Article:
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Midvale Journal

From aviation to sports venues, Hillcrest job fair offered options

Aug 03, 2022 07:41PM ● By Julie Slama

By Julie Slama | [email protected]

Freshman Kassidy Beck may have landed a job from Hillcrest High’s recent job fair.

“I was looking, and I’m genuinely interested in working at the front desk at Alta Canyon (Sports Center),” she said. “I got an application. I think it would be a fun job.”

Students were able to talk to employers and recruiters at the job fair, which was set up along the sidewalk overlooking the football stadium.

“We’re wanting to give our students lots of opportunities to look into possible jobs now, during the year, or even for the future,” Hillcrest High work-based facilitator Cher Burbank said.

As the fair began, Southern Utah University landed a helicopter in the end zone and allowed students to check it out as part of their aviation program.

“We offer both associate’s and bachelor’s degrees and the aviation field is hurting for people so by the time students earn a degree, there are jobs waiting,” SUU Aviation Recruiter Mike McCoy said. “Students can work as an aviation maintenance tech or become a helicopter or airplane pilot and by the time they’re done, be certified by the FAA.”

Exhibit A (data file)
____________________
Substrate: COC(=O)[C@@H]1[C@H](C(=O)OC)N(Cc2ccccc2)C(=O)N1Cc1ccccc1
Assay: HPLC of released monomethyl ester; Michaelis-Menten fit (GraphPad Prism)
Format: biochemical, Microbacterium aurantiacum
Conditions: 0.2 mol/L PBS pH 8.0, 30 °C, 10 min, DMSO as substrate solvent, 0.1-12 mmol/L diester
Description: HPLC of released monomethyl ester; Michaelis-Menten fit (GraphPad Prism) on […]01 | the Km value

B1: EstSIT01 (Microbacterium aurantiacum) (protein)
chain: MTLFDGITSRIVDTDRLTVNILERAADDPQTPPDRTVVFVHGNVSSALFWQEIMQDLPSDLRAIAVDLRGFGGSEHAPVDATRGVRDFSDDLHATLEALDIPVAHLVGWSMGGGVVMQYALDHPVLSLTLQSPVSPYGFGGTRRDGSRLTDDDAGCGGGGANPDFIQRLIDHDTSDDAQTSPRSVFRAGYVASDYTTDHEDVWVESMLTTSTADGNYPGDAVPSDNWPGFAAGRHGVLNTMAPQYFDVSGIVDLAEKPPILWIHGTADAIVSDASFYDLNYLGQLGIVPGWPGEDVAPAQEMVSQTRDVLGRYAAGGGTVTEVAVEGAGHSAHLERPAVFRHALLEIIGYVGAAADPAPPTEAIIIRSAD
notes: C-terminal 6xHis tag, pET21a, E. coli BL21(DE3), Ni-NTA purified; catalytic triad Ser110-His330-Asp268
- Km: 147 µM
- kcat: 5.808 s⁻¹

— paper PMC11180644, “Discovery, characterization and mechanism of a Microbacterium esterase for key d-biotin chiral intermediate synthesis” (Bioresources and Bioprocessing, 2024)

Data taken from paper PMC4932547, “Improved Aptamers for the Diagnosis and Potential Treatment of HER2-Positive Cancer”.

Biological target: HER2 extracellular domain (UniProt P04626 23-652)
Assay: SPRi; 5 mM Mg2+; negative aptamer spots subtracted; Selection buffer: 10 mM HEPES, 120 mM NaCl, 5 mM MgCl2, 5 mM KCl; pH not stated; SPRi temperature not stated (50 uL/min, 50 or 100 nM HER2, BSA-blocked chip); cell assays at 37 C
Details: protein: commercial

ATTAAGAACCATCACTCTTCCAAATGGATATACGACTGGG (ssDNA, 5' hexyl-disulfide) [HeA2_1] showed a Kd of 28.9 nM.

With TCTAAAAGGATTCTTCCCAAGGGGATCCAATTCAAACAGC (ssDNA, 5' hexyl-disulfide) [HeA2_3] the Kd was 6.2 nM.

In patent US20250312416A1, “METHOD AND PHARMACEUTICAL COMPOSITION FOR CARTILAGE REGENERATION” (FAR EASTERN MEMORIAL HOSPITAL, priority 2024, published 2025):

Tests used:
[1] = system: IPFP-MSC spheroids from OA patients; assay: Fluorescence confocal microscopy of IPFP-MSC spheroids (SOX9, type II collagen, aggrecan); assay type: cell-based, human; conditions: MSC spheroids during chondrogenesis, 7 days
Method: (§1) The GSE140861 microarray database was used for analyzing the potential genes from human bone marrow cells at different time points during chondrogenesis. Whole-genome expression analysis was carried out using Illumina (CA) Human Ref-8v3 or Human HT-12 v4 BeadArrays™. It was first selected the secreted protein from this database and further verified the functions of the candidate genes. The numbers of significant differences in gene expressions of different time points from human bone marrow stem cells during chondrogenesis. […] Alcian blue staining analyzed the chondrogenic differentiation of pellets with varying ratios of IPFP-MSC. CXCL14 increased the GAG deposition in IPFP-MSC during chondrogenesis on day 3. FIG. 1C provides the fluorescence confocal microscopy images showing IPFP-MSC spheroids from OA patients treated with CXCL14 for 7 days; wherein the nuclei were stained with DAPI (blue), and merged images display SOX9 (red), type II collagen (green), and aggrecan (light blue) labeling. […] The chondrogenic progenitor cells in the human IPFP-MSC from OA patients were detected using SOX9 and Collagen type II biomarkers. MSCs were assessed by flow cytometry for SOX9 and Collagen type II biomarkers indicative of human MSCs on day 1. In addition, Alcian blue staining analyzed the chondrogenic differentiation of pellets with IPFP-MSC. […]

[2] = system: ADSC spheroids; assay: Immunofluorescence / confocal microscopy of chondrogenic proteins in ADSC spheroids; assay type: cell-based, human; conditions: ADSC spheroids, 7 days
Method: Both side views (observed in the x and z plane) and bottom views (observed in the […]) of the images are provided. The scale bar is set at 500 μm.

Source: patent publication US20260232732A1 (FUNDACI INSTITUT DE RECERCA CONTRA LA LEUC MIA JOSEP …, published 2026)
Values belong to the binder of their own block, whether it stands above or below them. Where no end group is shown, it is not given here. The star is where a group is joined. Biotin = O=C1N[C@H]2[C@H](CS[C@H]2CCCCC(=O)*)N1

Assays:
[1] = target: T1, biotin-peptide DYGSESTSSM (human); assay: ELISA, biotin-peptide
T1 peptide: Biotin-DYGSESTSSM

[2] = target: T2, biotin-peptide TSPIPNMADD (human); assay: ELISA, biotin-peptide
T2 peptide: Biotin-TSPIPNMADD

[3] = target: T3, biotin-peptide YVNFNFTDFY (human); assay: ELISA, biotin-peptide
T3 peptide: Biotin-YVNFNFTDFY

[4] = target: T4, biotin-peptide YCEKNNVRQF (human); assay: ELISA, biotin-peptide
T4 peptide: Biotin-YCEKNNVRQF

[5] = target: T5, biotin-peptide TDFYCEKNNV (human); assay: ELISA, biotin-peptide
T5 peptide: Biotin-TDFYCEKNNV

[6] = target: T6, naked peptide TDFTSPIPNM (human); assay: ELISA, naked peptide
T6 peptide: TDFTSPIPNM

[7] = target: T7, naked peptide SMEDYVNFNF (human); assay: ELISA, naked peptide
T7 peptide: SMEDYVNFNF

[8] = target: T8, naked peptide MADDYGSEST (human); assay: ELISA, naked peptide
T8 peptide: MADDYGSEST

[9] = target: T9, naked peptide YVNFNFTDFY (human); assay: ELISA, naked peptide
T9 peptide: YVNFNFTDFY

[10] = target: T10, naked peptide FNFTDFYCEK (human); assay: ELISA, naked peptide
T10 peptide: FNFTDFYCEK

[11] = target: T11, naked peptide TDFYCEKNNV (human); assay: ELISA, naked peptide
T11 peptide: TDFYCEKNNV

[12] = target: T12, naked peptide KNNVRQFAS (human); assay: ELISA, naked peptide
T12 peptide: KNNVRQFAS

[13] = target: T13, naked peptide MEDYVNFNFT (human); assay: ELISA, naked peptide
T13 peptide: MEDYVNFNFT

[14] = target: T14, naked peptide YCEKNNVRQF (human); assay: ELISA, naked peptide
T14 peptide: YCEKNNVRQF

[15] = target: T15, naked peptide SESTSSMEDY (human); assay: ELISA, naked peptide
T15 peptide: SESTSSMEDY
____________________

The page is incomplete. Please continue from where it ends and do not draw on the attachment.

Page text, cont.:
He also told students that there are scholarships available and there’s a huge demand for women in the field.

Sophomore Lily Rees was interested.

“I could become an aviation aircraft mechanic as a faster route to getting my FAA certification,” she said. “I’ve taken the controls in a flight before and it’s awesome.”

Other students were looking at other possible jobs, some that even offered tuition assistance for college, such as FedEx.

FedEx Talent Acquisition Coordinator Karen Peacock said students could get more than $5,000 of their college tuition paid when they work at FedEx, either as a full-time or part-time employee.

“We’re looking for package handlers who are 18 years old or older,” she said. “We’re a great company and can help with a college degree and they’ll get paid essentially to work out as they load and unload the trucks.”

Shantell Thornock, Levy Restaurant human resources manager, said they were looking for students age 16 and up to be a cashier, chef and work in the warehouse. They serve the entertainment and sports venues, such as for the Utah Jazz, RSL and concerts.

“It’s a fun environment and there are opportunities to move up,” Thornock said.

Wild Mid-Mountain Fire Protection was looking for workers age 18 and older to help install fire protection systems.

“We start at $15 per hour, then after training and learning the power tools, the pay goes up,” co-owner Becky Parkin said. “We’re a family-owned business, so we treat our employees well, including paid time off.”

Snowbird Human Resource Specialist Gondie Ambros was seeking students to work as housekeepers, floor inspectors, lift operators or work in food and beverage or the hotel front desks.

“We have lots of benefits like tram passes, hotel, food, retail discounts, ski passes and summer activities,” Ambros said. “It’s a happy, friendly atmosphere to work in.”